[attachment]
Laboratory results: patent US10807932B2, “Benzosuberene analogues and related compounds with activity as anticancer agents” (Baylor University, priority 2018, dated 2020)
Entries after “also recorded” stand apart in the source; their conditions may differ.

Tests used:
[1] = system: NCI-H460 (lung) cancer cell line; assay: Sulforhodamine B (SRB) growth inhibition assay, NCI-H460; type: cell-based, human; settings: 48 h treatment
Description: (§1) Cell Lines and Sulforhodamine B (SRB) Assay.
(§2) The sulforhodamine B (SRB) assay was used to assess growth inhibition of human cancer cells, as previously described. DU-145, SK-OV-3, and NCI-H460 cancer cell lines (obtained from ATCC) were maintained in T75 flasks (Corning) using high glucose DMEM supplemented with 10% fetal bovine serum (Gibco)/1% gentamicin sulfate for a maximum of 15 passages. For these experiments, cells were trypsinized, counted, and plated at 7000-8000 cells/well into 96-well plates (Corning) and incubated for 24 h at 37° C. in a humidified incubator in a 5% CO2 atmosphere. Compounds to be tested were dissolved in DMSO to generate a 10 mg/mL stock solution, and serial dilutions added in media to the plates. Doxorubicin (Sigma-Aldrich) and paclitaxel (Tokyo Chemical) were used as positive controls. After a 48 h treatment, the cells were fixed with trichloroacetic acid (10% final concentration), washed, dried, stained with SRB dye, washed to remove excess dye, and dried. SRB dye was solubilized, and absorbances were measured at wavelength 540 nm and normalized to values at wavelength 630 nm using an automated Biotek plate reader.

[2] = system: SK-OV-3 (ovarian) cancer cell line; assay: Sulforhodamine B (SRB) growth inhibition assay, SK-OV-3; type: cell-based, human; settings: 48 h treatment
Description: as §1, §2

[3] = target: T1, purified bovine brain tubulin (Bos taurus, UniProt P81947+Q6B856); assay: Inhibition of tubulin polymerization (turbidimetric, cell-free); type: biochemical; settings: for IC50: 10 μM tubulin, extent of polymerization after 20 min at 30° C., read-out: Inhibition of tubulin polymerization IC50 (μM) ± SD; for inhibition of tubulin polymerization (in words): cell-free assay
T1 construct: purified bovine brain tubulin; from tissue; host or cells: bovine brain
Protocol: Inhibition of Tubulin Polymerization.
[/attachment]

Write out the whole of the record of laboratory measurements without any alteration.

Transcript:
Laboratory results: patent US10807932B2, “Benzosuberene analogues and related compounds with activity as anticancer agents” (Baylor University, priority 2018, dated 2020)
Entries after “also recorded” stand apart in the source; their conditions may differ.

Tests used:
[1] = system: NCI-H460 (lung) cancer cell line; assay: Sulforhodamine B (SRB) growth inhibition assay, NCI-H460; type: cell-based, human; settings: 48 h treatment
Description: (§1) Cell Lines and Sulforhodamine B (SRB) Assay.
(§2) The sulforhodamine B (SRB) assay was used to assess growth inhibition of human cancer cells, as previously described. DU-145, SK-OV-3, and NCI-H460 cancer cell lines (obtained from ATCC) were maintained in T75 flasks (Corning) using high glucose DMEM supplemented with 10% fetal bovine serum (Gibco)/1% gentamicin sulfate for a maximum of 15 passages. For these experiments, cells were trypsinized, counted, and plated at 7000-8000 cells/well into 96-well plates (Corning) and incubated for 24 h at 37° C. in a humidified incubator in a 5% CO2 atmosphere. Compounds to be tested were dissolved in DMSO to generate a 10 mg/mL stock solution, and serial dilutions added in media to the plates. Doxorubicin (Sigma-Aldrich) and paclitaxel (Tokyo Chemical) were used as positive controls. After a 48 h treatment, the cells were fixed with trichloroacetic acid (10% final concentration), washed, dried, stained with SRB dye, washed to remove excess dye, and dried. SRB dye was solubilized, and absorbances were measured at wavelength 540 nm and normalized to values at wavelength 630 nm using an automated Biotek plate reader.

[2] = system: SK-OV-3 (ovarian) cancer cell line; assay: Sulforhodamine B (SRB) growth inhibition assay, SK-OV-3; type: cell-based, human; settings: 48 h treatment
Description: as §1, §2

[3] = target: T1, purified bovine brain tubulin (Bos taurus, UniProt P81947+Q6B856); assay: Inhibition of tubulin polymerization (turbidimetric, cell-free); type: biochemical; settings: for IC50: 10 μM tubulin, extent of polymerization after 20 min at 30° C., read-out: Inhibition of tubulin polymerization IC50 (μM) ± SD; for inhibition of tubulin polymerization (in words): cell-free assay
T1 construct: purified bovine brain tubulin; from tissue; host or cells: bovine brain
Protocol: Inhibition of Tubulin Polymerization.